If you limit personal use to 14 days or 10%, the vacation home is considered a business and up to $25,000 in losses might be deductible each year. That’s why lots of vacation homeowners hold down leisure use and spend lots of time “maintaining” the property. Fix-up days don’t count as personal use. The tax savings from the loss (up to $7,000 a year if you’re in the 28% tax bracket) help pay for the vacation home. Unfortunately, holding down personal use means forfeiting the write-off for the portion of mortgage interest that fails to qualify as either a rental or personal-residence expense.
We say such losses might be deductible because real estate losses are considered “passive losses” by the tax law. And, passive losses are generally not deductible. But, there’s an exception that might protect you. If your adjusted gross income (AGI) is less than $100,000, up to $25,000 of such losses can be deducted each year to offset income such as your salary. (AGI is basically income before subtracting your exemptions and deductions.) As income rises between $100,000 and $150,000, however, that $25,000 allowance disappears. Passive losses you can’t deduct can be stored up and used to offset taxable profit when you ultimately sell the vacation house.
Tax-free profit.Although the rule that allows home owners to take up to $500,000 of profit tax-free applies only to your principal residence, there is a way to extend the break to your second home: make it you principal residence before you sell. That’s not as wacky as it might sound.
Some retirees, for example, are selling the big family home and moving full time into what had been their vacation home. Once you live in that home for two years, up to $500,000 of profit can be tax free. (Any profit attributable to depreciation while you rented the place, though, would be taxable. Depreciation reduces your tax basis in the property and therefore increases profit dollar for dollar.)
But Congress is clamping down on this break for taxpayers who convert a second home into a principal residence after 2008. A portion of the gain on a subsequent sale of the home will be ineligible for the home-sale exclusion of up to $500,000, even if the seller meets the two-year ownership and use tests. The portion of the profit that’s subject to tax is based on the ratio of the time after 2008 when the house was a second home or a rental unit to the total time you owned it.
So if you have owned a vacation home for 18 years and make it your main residence in 2011 for two years before selling it, only 10% of the gain (two years of non-qualified second home use divided by 20 years of total ownership) is taxed. The rest qualifies for the exclusion of up to $500,000.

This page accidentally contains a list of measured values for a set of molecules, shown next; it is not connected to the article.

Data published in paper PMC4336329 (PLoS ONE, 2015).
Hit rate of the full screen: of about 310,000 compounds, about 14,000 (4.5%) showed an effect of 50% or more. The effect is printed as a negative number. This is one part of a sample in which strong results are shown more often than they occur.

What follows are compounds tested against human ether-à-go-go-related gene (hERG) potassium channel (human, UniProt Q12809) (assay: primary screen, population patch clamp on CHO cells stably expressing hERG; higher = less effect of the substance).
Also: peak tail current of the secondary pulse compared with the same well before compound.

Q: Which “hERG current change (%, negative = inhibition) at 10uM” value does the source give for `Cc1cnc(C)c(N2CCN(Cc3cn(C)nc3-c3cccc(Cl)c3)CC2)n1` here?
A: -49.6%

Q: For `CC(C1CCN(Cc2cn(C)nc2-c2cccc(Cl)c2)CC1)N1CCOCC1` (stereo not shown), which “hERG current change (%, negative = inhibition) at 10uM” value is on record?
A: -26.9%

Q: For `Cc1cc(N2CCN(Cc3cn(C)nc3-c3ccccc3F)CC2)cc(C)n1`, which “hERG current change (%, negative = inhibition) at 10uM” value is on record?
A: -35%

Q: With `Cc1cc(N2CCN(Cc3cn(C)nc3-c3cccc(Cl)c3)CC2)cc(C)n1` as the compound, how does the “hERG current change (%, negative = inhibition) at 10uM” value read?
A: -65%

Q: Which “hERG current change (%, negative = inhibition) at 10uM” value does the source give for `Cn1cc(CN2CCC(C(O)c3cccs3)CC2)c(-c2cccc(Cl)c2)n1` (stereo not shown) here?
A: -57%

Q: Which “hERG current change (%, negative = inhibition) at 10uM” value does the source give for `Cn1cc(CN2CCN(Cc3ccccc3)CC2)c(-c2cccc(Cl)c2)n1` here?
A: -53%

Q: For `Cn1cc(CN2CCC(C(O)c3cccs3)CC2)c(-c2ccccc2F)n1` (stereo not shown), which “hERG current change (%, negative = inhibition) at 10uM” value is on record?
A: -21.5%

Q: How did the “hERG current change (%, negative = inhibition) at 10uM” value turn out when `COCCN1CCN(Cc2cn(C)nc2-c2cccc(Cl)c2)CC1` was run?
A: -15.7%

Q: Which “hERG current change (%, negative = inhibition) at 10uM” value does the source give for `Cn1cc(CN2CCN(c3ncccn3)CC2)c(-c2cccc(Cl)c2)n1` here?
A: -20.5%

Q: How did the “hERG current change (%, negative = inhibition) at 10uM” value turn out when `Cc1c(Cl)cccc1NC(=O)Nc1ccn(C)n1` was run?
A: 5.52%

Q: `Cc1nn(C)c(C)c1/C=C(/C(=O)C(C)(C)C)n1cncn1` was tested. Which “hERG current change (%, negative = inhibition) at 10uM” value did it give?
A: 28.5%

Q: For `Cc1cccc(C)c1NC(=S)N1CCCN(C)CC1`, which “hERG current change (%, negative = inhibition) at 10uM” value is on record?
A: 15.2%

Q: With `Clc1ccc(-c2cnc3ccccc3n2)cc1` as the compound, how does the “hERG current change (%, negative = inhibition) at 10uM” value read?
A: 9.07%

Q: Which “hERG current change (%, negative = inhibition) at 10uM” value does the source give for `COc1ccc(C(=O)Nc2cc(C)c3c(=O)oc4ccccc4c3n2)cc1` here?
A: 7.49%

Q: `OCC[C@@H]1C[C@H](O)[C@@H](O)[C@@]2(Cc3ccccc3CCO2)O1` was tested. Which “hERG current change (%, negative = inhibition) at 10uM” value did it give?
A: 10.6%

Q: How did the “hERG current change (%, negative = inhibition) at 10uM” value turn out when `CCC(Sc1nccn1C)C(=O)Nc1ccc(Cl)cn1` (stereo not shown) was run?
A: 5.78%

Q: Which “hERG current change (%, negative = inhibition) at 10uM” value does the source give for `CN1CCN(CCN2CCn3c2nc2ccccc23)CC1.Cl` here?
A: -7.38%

Learn about how you can buy an Okemo Mountain second home by visiting ISellVermontRealEstate.com.
A new website claims to give the numbers in Okemo Mountain and beyond. Wherever you live, if you plan to buy or sell a home, one of the most important pieces of information you will need is the home’s current value in reasonably accurate terms. Zillow.com is a new national website that purports to be able to tell you that so that you – uh – won’t need a Realtor like me.
Well, I just read a good post on this by my friend Margaret Rome in Baltimore, Maryland and want to share it with you. It really says it all: “In the last few days, a new Web site launched with great fanfare but spotty performance. When CNN included a story about it on their evening news, the site couldn’t keep up with the hits. Why all the fuss? Zillow promises to give homebuyers and sellers up to date and complete information about the value of their home and comparables in their area.
Some have suggested this will make real estate agents obsolete because people will be able to price their own homes to be competitive. The early returns are that the site’s information is incomplete and sometimes wrong, which makes the suggested price ranges they give hard to justify. In some cases, the range is optimistically high, and for others, I’ve negotiated sales higher than their top amount.
The site depends on public records for its data. But public records will not show factors, like recent additions and improvements or the condition of the interior, that affect price. Public records can also be wrong; a friend of mine checked her house and said she wants that fireplace she’s supposed to have, but will not give up the second bathroom they didn’t count. If the information about a house is wrong, how valid is the price estimate? In time, the site will undoubtedly improve, but for now – caution.
There is no question about real estate agents becoming an endangered species because of this or any other site. Price is only one factor in buying or selling your home, and getting to the settlement table means avoiding traps and overcoming obstacles. A top agent will be experienced at:
negotiating the terms of your contract,
making sure only qualified buyers troop through your home,
meeting and dealing with appraisers, and
working with home inspectors and title companies to be sure you are protected from start to finish.
Buying or selling a home is an emotionally-charged transaction. Now more than ever it pays to have an experienced professional on your side. Embrace the benefits of new technology, but don’t fall into the trap of believing it will replace market knowledge and personal service.
The end of real estate agents? Not any time soon. Margaret”
Visit Margaret Rome’s Blog here.